The locals in Ngamiland took the elephant for granted. They used the ivory quite practically occasionally forming stockades out of tusks and sinking them into ground like fence posts. A white hunter who stumbled across this treasure could not believe his eyes. Can you imagine? To western eyes it was like using a handful of diamonds as pot scourers. He traded guns for their ivory palisades and returned loaded with the greatest hoard of tusks ever seen in those parts. His friends, sour at his success, remarked that the ivory looked old and suspiciously earth stained, so he invented a story to bemuse them. A story of a graveyard where the elephants went to die, a plausible tale because having heard it a lot of people set forth to look for the legendary graveyard. In their travels they found the source of the Okavango River instead. To this day the legend of the elephant graveyards lives on and it has been repeated so many times that a good many people believe it.
Without doubt elephants are my favorite animals.
They are a matriarchal society. A family group comprises mother, daughter, and granddaughters, and very small bulls that, when they reach maturity, go to live with the other bulls. Bulls move in heads of 30/35 but even when they leave their own herd to breed in a family group, it is always the mother who retains leadership. She moves with her children in a migratory safari, educating them about plants which are good to eat, about waterholes and routes to follow. On her death it is her daughter who, after perhaps 20/30 years of moving, with the group and absorbing tuition, is knowledgeable enough to take over. You can see from this that if a matriarch is shot it is disastrous. It is better to shoot a whole herd than to destroy the leader, for when she is gone; the elephant herd goes into disarray because it can no longer draw on her wisdom for its survival.
All animals of the bush are fascinating, but so are the insects and all plant life.
They are all connected. Everyone does a bit for nature, and nature plays its part for them. Nothing is meaningless and nothing without function. For example, people say that the elephants destroy the forests, but they are largely responsible for the growth of new trees. Elephants break down climax forests and, by doing that, create living space for new plants to grow, and also for other species to introduce themselves. Elephants also carry half indigested seeds and drop them in their wet dung, which remains moist for a few days. The seed germinates and suddenly there is a new tree. But the trees themselves need protection or they will be devoured piecemeal. To give you an example, the combretums have a unique protection method. An animal can have a few mouthfuls of combretum and them, as a defense mechanism, the tree produces a high level of very unpalatable tannic acid. So the greedy eater is rationed. A few pleasant bites of combretum and then a mouthful of tannic acid.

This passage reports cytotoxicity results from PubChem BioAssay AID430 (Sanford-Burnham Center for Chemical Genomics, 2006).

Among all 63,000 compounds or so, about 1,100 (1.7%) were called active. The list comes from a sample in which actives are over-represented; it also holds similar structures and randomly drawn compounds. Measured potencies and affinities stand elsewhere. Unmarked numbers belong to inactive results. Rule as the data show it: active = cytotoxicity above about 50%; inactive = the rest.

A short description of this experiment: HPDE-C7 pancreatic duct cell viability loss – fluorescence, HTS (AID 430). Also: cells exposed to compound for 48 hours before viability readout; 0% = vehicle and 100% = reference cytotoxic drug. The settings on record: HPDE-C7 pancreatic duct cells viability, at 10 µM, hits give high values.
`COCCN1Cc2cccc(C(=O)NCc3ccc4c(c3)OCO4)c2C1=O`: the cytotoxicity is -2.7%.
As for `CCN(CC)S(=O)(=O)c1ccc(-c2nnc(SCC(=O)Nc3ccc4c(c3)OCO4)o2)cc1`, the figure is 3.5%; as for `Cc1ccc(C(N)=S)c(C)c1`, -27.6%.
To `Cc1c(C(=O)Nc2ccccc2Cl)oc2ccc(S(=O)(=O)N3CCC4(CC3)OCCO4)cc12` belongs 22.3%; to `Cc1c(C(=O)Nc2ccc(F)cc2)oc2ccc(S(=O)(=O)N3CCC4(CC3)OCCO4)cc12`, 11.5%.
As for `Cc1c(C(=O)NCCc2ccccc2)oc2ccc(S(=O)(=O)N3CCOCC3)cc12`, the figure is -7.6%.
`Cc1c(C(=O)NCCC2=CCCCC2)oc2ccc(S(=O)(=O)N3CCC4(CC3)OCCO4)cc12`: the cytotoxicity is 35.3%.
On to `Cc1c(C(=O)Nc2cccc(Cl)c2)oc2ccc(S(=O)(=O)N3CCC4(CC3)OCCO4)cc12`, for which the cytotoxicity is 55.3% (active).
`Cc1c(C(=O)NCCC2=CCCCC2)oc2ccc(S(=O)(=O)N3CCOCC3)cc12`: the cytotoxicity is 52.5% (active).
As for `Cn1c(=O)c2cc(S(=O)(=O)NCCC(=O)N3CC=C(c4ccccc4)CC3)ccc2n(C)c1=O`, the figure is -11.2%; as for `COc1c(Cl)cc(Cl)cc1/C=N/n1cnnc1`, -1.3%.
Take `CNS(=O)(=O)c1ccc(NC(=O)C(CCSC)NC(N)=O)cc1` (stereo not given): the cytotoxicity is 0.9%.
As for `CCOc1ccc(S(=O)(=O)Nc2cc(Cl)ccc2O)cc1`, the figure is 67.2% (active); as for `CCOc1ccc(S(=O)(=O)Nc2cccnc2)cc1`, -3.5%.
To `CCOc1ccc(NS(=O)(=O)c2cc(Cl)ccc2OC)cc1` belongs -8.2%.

The acacia protects itself as well. With forty two percent of the weight of an acacia leaf being pure moisture, it makes a wonderful meal in a dry land, so for protection it relies on its thorns.
Another fascinating thing is the different ways animal eat. You get broad mouthed animals like zebra, buffalo, and hippo, who are grazers, and you get narrow lipped animals like giraffe, which prefer browsing. But even here the animals interrelate. The eland, which is a narrow-lipped animal and cannot eat very long grass, will graze alongside animals that can. He will follow them and wait for them to mow the tall grass down to a manageable length before he moves in to graze.
Nature operates in a balanced and wonderful way. There is interaction between everything and everyone.
t is when you upset the balance that the effects are far reaching and detrimental. If you can get enough people to understand this and what happening around them, I believe we will win the conservation battle.
It is true that man has been destructive to the environment and that because of this some animals, shrubs and birds are now extinct, but we can preserve and treasure what we still have left. It is not too late.
After one of my safaris there are always two or three people who, while with us, have seen and understood for themselves the importance of conservation and thereafter they carry the torch for conservation. It is this that makes my job so worthwhile to me."
Marung - Air Botswana February 1985